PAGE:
The body “runs” on glucose, its simplest form of energy. And it gets this energy by breaking down every carbohydrate we eat. So, all the starches we eat (like breads, pasta, potatoes rice, cereals, crackers and baked goods) and all our sugars too (like all sweetened foods and beverages, fruit, milk and yogurt products) fuel the body all day long.
The body is looking for a slow, sustained delivery of this energy because that’s how it uses it: the right amount all the time, not just after eating. A good carb is digested slowly and slowly releases the glucose it becomes into the body for immediate use. There is no gush of glucose into the bloodstream, just a steady trickle of energy, there for the taking as needed. This keeps the body in metabolic harmony and keeps us feeling fuller longer too.
A balanced meal containing good carbs provides the body with a steady stream of the right amount of energy it needs when it needs it. No sugar highs or lows to deal with. The body loves this set up and performs all of its thousands of metabolic jobs effortlessly under these conditions.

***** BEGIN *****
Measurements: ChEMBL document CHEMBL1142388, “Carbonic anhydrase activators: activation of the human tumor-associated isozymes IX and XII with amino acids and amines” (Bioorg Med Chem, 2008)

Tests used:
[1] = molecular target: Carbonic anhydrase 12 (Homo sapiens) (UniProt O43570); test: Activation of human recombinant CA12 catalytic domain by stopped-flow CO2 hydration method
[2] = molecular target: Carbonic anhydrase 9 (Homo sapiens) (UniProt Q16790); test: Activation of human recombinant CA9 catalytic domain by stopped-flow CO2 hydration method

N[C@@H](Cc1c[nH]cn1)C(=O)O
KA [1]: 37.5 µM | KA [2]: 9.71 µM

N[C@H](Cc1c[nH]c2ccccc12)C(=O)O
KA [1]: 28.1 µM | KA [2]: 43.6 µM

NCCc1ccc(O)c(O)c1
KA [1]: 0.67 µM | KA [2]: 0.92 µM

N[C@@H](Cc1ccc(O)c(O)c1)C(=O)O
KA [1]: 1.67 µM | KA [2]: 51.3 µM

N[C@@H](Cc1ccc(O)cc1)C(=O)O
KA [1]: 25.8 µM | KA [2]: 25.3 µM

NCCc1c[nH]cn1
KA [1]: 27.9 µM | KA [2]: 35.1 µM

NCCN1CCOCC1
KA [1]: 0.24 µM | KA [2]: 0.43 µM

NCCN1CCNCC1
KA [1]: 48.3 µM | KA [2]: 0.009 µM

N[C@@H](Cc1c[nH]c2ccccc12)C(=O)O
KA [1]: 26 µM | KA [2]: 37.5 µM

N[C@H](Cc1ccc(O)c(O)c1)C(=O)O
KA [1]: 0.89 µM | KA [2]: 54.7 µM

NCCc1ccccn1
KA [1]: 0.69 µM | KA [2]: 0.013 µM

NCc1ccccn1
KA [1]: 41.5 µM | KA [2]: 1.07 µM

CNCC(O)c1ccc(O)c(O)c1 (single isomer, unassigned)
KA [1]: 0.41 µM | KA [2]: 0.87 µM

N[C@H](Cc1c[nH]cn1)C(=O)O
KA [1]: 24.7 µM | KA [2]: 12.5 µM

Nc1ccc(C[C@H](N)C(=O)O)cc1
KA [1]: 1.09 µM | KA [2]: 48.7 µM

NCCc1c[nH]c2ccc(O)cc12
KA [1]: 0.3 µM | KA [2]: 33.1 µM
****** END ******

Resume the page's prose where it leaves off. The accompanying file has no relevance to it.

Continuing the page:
What makes a carb “good?”
- It is slowly digested in the gut.
- It is released as glucose into the blood as a slow, steady stream of energy over a prolonged period of time.
- It doesn’t spike blood sugar levels.
- It keeps us feeling fuller longer.
How do we know that the body slowly digests good carbs? Because of the 30-plus years of research on the glycemic index. Studies conducted all over the world have accumulated consistent and conclusive evidence that explains how specific carbohydrates behave in the body. Some are “gushers” and some are “tricklers.”
Much, much more will appear on this blog about the virtues of the glycemic index concept. For now though, let it be said that a good carb is also a low glycemic carb.